The New Parent Guide: Sleep And Your 1-Month-Old Baby

What can you expect when it comes to your newborn and sleep? Here are seven things to bear in mind during the first month.


Ask any parent what the most significant change is in their lives once a baby arrives, and the answer is pretty much universal. Sleep. When they get it, how much, how long their baby naps for – it becomes an obsession. So what can you expect when it comes to sleep and your one-month-old baby?

Considering newborn babies sleep on average for between 14 and 17 hours each day, you’d be forgiven for wondering why you’re so tired. The reason, of course, is that they sleep in relatively short bursts. They frequently wake, including at night – which means you do, too. The term ‘sleep pattern’ is a little optimistic when used about a tiny baby, but here’s what you should remember in the first month.

They’ll sleep most of the day

Your newborn will only be awake for short periods during the day – anything between 40 minutes to an hour and a half. It’s tempting to try and keep them awake for longer in a bid to get more sleep at night, but babies don’t work that way. All that will happen is they’ll become over-tired – and that makes it even more difficult to settle them. Look for the signs that your baby is ready to sleep again, and at this stage just go with it.

Newborns don’t know the difference between night and day

You’ll often hear new parents say their baby seems to sleep all day and stay awake all night. The fact is, small babies can’t help it. The movement they feel in the womb, as their mother goes about her day, sends them to sleep. When she’s resting, they wake up and became livelier. Just think how often you hear pregnant women say they’ve been kept awake all night by the baby kicking!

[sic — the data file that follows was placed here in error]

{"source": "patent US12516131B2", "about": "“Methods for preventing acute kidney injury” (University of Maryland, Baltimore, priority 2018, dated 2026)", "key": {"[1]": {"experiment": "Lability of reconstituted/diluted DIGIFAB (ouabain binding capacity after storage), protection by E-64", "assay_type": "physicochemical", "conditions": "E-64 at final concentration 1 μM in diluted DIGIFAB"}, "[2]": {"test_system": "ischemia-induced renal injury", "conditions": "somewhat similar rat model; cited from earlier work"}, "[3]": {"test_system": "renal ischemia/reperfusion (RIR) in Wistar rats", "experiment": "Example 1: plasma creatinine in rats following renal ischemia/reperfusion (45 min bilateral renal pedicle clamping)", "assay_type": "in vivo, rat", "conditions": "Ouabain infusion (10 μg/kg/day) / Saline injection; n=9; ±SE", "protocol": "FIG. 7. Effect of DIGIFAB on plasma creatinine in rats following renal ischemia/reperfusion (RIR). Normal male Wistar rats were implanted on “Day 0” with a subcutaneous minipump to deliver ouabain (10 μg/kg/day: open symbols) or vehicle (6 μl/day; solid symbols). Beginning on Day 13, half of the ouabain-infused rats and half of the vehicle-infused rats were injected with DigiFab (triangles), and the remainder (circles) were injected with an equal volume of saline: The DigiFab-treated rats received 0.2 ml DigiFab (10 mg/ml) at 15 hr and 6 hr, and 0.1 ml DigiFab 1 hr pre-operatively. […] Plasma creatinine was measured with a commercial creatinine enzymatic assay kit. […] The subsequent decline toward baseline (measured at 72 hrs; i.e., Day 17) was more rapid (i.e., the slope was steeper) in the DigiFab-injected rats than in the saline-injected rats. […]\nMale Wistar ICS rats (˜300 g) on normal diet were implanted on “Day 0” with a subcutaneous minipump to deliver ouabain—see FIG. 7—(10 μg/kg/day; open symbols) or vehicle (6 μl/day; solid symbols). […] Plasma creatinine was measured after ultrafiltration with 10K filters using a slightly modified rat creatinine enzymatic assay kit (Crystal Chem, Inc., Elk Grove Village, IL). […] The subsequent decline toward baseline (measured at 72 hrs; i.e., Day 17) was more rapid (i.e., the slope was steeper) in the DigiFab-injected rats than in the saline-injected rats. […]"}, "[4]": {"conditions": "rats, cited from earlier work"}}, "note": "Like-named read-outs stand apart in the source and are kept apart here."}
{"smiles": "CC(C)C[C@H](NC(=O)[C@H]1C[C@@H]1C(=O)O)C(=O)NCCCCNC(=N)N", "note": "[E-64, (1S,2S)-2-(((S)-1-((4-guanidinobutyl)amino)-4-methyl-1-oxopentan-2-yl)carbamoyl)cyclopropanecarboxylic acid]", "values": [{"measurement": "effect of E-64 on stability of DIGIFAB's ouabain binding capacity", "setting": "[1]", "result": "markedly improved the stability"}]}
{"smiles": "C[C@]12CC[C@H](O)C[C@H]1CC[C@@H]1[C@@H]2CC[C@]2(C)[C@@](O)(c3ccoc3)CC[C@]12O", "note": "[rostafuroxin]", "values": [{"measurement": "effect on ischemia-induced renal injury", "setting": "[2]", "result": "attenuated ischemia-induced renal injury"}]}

You can help your baby adapt by making sure they get lots of light and social stimulation during the day. Take your time when it comes to feeding and changing them. Then, at night, keep lights dim and interaction to a minimum to encourage the baby to go back to sleep quickly.

They’ll regularly wake for feeds

If your newborn is breastfed, they’ll want a feed every two or three hours to start with. For bottle-fed babies, three to four hours is more usual. The days of imposing a feeding schedule right from the start are long-gone, and parents are encouraged to feed on demand. This does mean you’ll be up several times each night during the early weeks.

After feeding, your baby will generally go straight back to sleep – but it’s likely to take you a little longer, which is one reason you’ll be so tired. If you’re a breastfeeding mother, consider expressing some milk and getting your little one used to a bottle. It means you can have a night off occasionally.

You can’t ‘train’ a small baby

Crying is the only way your newborn has of communicating with you. In time, you’ll learn to differentiate between “I’m hungry”, “I need changing” or “I’m bored”. For now, though, when your baby wakes up and cries, they need you. He or she can’t ‘cry it out’. They don’t know how to self-soothe and get themselves back to sleep. They cry – you run to calm them. That’s how it works.

Rocking them to sleep might not be wise

New babies love being held while they sleep. While they’re in your arms, they’re more likely to fall rapidly and soundly asleep and stay that way. They’re secure and happy. It’s a special feeling for us parents too. However, if your baby gets too used to this, you’re storing up sleep problems for further down the line. Babies need to learn that crib is also a safe, warm and comfortable place to sleep. Hard though it might be, you need to lay the foundations for good sleep habits from the start.

Swaddling can help

There’s a lot of controversy over swaddling. It can make a baby feel safe – it reminds them of being in the womb. However, it needs to be done correctly and is only advisable during the early weeks. If your baby regularly wakes between feeds and you know they don’t need a nappy (diaper) change, they’re neither too hot nor too cold, and they’re not sick, it could help. Follow the recommended guidelines and see if swaddling leads to better sleep.

Change your sleep pattern

Once you’ve got a baby, it’ll be a while before you get to crash out in your bed and enjoy eight hours of blissful, uninterrupted sleep. So, in the early days, the solution is simple – when the baby sleeps, so do you. Even 20 minutes is worth having. You might say you feel groggy when you wake after a nap – but if you’ve got a newborn, ‘groggy’ is normal anyway. Don’t use baby’s nap times to catch up on housework, laundry or washing the dishes. Lie down, curl up and snooze.

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